The home lab I am building is shown in the following picture
For building the K3S cluster, using bare metal servers instead of virtual machines, ARM-based low cost SBC (Single Board Computer), like Raspeberry Pi-4 are used. Raspberry PI 4 is used for each node of the K3S cluster and for building a cluster firewall.
A K3S cluster composed of one master node (
node1) and four worker nodes (
node1-node4 running on Raspberry Pi 4B-4GB and
node5 on Raspberry Pi 4B-8GB.
A Raspberry PI 4B-2GB,
gateway, will be used as Router/Firewall to isolate lab network from my home network,. It will also provide networking services to my lab network: Internet Access, DNS, NTP and DHCP services.
As Ansible control node,
pimaster, a VM running on my laptop will be used. Its required SSH connectivity to cluster nodes will be routed through the cluster firewall,
A 8 GE ports LAN switch, NetGear GS108-300PES, supporting VLAN configuration and remote management, is used to provide connectivity to all Raspberry Pis (
node1-node5), using Raspberry PI Gigabit Ethernet port.
gateway will be also connected to my home network using its WIFI interface in order to route and filter traffic comming in/out the cluster.
Two different storage alternatives can be appied:
- Dedicated Disks: SSD disks for each cluster node. 4 SSD disk, and their SATA to USB adpaters, are required
- Centralized SAN: SAN Storage configuration using only one SSD disk is required
gateway uses local storage attached directly to USB 3.0 port (Fash Disk) for hosting the OS, avoiding the use of less reliable SDCards.
For having better cluster performance
node1-node5 will use SSDs attached to USB 3.0 port. SSD disk will be used to host OS (boot from USB) and to provide the additional storage required per node for deploying the Kubernetes distributed storage solution (Ceph or Longhorn).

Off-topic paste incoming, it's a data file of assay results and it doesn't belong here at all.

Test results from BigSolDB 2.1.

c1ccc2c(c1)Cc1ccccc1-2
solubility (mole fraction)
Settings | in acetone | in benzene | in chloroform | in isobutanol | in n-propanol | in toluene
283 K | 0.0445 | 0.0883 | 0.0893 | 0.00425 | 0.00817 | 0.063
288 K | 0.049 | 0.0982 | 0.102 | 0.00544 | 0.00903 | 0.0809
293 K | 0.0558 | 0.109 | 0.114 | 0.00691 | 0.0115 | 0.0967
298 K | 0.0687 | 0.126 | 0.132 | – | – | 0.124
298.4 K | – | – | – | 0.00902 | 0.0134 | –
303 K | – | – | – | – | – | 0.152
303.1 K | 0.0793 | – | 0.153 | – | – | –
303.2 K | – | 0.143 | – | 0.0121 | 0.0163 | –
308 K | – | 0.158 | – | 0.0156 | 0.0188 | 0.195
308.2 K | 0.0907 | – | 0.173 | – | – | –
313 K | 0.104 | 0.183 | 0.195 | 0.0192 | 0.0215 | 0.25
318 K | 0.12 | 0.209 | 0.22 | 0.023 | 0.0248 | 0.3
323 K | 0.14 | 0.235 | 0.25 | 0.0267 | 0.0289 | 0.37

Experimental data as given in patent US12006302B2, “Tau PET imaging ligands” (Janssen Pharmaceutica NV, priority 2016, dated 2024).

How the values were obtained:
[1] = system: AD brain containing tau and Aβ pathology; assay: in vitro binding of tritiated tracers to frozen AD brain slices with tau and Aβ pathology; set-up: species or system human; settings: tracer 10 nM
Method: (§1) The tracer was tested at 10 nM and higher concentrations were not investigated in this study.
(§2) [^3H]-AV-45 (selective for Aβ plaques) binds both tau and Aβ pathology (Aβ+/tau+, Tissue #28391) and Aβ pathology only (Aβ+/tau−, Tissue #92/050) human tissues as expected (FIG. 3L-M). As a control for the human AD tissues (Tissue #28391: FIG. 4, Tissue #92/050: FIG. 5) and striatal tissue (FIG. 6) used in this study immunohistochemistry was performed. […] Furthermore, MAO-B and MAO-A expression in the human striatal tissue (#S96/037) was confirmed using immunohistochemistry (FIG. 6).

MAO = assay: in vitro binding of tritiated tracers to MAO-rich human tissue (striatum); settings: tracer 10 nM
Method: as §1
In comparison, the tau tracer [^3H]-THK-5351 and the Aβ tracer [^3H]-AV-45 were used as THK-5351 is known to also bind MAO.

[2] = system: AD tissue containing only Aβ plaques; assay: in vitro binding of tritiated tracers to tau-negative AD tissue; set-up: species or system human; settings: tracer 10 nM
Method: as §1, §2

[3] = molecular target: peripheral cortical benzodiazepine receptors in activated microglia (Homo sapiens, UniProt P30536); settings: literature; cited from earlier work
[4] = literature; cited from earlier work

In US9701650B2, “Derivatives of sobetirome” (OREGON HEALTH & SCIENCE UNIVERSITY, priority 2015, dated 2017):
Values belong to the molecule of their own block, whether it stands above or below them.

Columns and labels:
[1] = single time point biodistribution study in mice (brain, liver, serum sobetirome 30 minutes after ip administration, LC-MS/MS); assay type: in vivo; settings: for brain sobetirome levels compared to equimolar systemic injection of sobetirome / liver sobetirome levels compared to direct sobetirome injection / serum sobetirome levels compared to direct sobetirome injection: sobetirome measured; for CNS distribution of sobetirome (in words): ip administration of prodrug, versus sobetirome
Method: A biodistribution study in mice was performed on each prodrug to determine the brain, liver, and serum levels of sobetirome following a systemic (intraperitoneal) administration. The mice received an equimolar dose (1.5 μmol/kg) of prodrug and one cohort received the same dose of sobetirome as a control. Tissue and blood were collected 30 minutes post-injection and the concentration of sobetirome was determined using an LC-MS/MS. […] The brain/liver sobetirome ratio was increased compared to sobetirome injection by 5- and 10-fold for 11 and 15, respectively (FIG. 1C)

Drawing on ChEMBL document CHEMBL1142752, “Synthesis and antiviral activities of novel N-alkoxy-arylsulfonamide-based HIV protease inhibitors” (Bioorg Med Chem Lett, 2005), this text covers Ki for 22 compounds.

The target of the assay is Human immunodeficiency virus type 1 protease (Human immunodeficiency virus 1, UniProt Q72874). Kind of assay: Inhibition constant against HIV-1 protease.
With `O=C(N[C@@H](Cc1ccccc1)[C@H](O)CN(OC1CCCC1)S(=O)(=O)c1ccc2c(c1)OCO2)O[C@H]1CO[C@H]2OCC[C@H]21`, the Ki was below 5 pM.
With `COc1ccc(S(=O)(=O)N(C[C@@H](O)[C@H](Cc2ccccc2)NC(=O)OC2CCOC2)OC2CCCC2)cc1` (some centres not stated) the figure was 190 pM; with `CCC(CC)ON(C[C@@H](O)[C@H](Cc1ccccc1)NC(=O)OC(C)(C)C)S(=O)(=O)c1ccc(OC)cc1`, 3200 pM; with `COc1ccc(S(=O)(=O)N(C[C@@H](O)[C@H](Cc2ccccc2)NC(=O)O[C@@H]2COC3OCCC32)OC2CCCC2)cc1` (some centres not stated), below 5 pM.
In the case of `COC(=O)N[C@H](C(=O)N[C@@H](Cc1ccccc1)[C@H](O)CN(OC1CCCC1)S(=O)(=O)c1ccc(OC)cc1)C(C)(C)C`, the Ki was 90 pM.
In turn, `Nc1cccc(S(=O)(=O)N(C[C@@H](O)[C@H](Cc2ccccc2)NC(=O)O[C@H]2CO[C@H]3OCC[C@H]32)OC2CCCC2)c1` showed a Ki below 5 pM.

A cheaper alternative architecture, instead of using dedicated SSD disks for each cluster node, one single SSD disk can be used for configuring a SAN service.
Each cluster node
node1-node5 can use local storage attached directly to USB 3.0 port (USB Flash Disk) for hosting the OS, avoiding the use of less reliable SDCards.
As additional storage (required by distributed storage solution), iSCSI SAN can be deployed instead of attaching an additional USB Flash Disks to each of the nodes.
A SAN (Storage Access Network) can be configured using
gateway as iSCSI Storage Server, providing additional storage (LUNs) to
As storage device, a SSD disk was attached to
gateway node. This SSD disk was used as well to host the OS.
This alternative setup is worth it from educational point of view, to test the different storage options for RaspberryPI and to learn about iSCSI configuration and deployment on bare-metal environments. As well it can be used as a cheaper solution for deploying centralized storage solution.
See SAN configuration document further details about the configuration of SAN using a Raspeberry PIs,
gateway, as iSCSI Target exposing LUNs to cluster nodes.